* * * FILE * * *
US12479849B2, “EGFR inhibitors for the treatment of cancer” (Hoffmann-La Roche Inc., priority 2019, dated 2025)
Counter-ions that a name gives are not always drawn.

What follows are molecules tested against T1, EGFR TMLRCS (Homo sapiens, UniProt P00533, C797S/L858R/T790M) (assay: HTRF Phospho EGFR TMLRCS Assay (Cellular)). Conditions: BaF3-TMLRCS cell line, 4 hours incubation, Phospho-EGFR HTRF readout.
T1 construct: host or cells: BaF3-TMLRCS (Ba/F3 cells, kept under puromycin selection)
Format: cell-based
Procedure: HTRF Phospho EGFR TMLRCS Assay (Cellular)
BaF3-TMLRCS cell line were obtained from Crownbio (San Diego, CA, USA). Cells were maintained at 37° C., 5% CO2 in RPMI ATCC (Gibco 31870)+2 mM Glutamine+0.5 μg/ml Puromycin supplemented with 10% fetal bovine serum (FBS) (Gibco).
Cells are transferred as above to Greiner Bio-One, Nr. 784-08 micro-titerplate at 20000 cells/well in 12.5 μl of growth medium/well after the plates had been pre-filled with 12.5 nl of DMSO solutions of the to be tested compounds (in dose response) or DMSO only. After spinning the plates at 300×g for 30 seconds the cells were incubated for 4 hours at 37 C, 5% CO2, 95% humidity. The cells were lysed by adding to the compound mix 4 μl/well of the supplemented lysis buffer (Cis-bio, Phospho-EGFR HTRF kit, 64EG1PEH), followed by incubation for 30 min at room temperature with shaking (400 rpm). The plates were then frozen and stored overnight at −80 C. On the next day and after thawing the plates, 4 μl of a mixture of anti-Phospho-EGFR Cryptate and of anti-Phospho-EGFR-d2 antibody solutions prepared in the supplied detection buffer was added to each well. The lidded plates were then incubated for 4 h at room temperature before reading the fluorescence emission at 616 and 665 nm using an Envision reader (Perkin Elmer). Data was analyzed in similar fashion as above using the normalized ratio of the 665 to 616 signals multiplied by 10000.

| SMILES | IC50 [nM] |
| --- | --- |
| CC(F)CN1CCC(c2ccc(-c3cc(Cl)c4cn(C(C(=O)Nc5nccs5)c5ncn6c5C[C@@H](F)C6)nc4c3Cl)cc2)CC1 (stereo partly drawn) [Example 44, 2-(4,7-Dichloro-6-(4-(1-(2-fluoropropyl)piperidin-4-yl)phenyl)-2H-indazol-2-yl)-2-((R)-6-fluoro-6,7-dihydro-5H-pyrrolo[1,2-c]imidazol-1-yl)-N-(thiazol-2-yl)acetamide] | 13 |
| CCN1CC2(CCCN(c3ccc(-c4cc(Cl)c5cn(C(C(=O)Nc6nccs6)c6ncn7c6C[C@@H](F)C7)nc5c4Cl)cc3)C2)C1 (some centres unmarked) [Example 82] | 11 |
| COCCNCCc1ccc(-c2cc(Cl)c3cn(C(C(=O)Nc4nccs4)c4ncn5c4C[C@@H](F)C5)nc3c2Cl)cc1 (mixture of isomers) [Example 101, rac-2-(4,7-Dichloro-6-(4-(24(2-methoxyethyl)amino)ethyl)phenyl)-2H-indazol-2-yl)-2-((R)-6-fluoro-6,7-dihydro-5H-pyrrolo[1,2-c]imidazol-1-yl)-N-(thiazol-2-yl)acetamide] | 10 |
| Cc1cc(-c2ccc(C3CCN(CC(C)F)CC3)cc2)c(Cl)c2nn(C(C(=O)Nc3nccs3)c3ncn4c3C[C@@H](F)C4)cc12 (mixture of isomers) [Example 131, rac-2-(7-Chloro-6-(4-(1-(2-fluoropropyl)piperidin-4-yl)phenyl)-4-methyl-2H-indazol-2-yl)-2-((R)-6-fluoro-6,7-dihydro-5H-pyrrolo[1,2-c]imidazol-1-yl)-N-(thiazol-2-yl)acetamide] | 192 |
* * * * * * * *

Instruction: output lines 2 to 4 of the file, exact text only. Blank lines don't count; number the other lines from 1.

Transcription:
Counter-ions that a name gives are not always drawn.

What follows are molecules tested against T1, EGFR TMLRCS (Homo sapiens, UniProt P00533, C797S/L858R/T790M) (assay: HTRF Phospho EGFR TMLRCS Assay (Cellular)). Conditions: BaF3-TMLRCS cell line, 4 hours incubation, Phospho-EGFR HTRF readout.
T1 construct: host or cells: BaF3-TMLRCS (Ba/F3 cells, kept under puromycin selection)